attending one of the 3 schools in the town, which had a school term of
5 or more months. The cash value of these school houses and their
equipment was valued at $650.00, according to the record.
The town was divied into districts each districts electing its own
Pathmasters, the man who was overseer of a section of town mark road.
Each voter had a chance to work off his poll tax, which amounted to
one days work or $1.50 on the roads. The Pathmasters were overseers
of this work.
Around 1874, many Danish people settled in this locality. Wm. Mortensen
now lives on the farm originally owned by his father, Chris Mortensen,
which was 74 years ago. Fred Olle owned the property now owned by L.
Rydberg, and C. C. Jensen lived on the farm now run by Robert Dvorak.
Robert Peterson owned tha place now owned by John Ring. This was formerly
the old Lund place, also Jim Peterson owned the now Paul Pitner place,
and Michael Parker owned the farms now owned by James Christensens
and Ed Hancock, and lived on the place now occupied by Art Malmwuist.
Adolph Anderson owned the land that is now farmed by Albert Katuin and
Albert Kish. Dimon Butterfield owned the land now owned by Maurice Warriner,
Hans Chritensen owned the farm now run by Chet Chritensen, Peter
Petersen lived on a farm back of S. T. Peterson, the building now torn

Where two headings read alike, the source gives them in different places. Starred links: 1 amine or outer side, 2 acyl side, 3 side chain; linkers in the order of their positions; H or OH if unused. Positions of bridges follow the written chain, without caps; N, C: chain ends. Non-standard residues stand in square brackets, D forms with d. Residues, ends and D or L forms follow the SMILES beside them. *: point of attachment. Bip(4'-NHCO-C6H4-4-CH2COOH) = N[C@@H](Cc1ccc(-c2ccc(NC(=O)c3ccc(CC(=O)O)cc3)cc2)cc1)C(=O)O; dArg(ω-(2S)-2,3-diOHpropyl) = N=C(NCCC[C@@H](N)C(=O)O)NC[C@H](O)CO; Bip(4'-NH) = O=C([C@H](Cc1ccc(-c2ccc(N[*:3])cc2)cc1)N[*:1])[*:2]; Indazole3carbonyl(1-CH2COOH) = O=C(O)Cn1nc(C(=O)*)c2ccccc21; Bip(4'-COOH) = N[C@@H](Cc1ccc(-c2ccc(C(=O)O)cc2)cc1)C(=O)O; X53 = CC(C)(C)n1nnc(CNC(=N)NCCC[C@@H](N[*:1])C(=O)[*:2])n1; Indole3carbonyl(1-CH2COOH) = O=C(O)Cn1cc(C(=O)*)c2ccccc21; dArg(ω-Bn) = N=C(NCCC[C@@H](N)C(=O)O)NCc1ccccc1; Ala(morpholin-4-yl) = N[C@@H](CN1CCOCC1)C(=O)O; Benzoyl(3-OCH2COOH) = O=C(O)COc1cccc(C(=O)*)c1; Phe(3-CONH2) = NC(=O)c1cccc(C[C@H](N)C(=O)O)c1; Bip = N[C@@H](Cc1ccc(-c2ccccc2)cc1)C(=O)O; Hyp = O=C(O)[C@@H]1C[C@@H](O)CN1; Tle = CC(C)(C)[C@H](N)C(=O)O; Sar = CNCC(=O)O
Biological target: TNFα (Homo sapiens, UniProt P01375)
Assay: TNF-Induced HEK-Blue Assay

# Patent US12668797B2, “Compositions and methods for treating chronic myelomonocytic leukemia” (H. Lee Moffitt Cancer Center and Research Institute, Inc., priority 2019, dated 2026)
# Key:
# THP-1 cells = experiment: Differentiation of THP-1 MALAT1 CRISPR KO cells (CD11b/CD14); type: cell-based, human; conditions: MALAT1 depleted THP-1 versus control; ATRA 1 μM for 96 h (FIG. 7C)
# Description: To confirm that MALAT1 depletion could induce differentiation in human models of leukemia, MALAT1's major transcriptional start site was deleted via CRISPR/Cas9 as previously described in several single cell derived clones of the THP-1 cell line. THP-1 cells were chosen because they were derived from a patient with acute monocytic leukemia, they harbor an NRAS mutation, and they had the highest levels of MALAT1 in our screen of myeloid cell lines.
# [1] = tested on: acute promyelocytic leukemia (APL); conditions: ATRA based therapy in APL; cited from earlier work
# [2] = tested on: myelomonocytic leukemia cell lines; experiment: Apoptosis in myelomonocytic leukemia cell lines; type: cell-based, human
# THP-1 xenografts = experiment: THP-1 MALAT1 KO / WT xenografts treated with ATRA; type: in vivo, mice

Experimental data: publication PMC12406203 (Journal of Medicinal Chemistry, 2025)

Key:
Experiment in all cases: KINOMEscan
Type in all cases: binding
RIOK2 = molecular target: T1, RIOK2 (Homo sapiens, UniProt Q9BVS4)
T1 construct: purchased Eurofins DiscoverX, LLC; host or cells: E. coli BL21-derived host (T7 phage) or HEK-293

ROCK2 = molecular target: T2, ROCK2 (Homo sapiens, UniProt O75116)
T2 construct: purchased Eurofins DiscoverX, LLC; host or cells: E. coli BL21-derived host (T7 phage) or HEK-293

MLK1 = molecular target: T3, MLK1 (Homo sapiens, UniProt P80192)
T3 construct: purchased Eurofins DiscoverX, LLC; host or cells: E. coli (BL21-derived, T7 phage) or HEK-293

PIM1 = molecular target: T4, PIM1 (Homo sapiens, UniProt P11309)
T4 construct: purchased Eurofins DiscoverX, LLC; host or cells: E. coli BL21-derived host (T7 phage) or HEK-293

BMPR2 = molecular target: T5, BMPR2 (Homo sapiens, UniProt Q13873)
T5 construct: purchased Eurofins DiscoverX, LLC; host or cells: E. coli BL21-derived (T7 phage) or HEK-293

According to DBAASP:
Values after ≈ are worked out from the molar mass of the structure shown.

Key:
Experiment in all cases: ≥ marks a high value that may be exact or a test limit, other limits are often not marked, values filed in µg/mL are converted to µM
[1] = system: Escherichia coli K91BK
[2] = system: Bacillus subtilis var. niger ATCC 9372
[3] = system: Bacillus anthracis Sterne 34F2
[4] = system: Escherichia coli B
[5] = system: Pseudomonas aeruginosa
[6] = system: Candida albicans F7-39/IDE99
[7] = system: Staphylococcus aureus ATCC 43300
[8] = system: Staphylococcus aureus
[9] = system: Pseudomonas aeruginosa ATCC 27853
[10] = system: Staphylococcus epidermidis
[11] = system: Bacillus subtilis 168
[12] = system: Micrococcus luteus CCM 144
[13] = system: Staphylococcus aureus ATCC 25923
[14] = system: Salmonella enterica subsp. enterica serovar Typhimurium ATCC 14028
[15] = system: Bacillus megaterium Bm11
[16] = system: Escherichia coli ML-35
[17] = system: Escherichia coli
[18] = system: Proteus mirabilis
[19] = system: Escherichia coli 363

down. Ole Johnson bought the farm where John Mortensen, now lives from
Mr. Wilcox in 1872. Hans Jorgenson owned the farm now owned by Herbert
Sampson. Nels Sorenson once owned the form now owned by S. T.
Peterson. Han Larsen owned the now Clifford Hansen place. Ben Haakstade
owned where Nels Rassmussen now lives. H. C. Hansen was the original owned
of the place owned by L. C. Brown.
All these latter farms were settled approximately seventy years ago. John
Mortensen & Hans Luns, who recently moved into New Lisbon, have probably
lived in this community as long as anyone, which is about 70 years
Seventy five years ago, or on July 15, 1873 St. Stephens Lutheran
church was organized and the church dedicated on Oct. 18, 1874. The
charter members of St Stephens church were Mr. & Mrs. Hans Jorgenson,
and 9 children, Mr. & Mrs. Martin Jorgenson and 3 children, Mr. & Mrs.
Hans Larson and 3 children, Mr. & Mrs. Jens Olsen and 3 children Mr.
& Mrs. Soren Johanson and 1 child, Mr. & Mrs. Neil Olsen and
1 child, Mr. & Mrs. Christine Nielson and 2 children, Mr. & Mrs. Hans
Peter Nielsen. The land on which the church is built was obtained from
P. L. Hansen.
Minnie Martha Hansen was the first one baptized in the congregation,
which took place Jan. 28, 1874. The first three to be baptized in the
church Aug. 2, 1874 were Karl Martin Nielsen, Maren Madsen, and Andreas
Madsen. Kristian Mortensen and Maria Wagenson were the first couple to be
married in the church Nov. 5, 1875, but another couple shares the same
honor, namely Kristian Peterian and one Katrine Nielsen. Kristian
Mortensen and Maria Wagenson were the parents of John and Wm. Mortensen,
still resident of Lone Rock.
The church and cemetery was dedicated by Pastor Adam Dan. Pastor Brede
Johanson seems to be the first regular pastor. The church services were
conducted entirely in the Danish language until about the time of the
first World War.
In March, 1871, plans for forming a school district were started in the
home of C. B. Skinner. The Lone Rock school was organized in March 1871.
The supervisors of the town of Orange at that time were C. B. Skinner,
and R. Whereatt. The first school meeting was organized and held at the
home of Wm. Cleveland, The first school board elected as follows; W. H.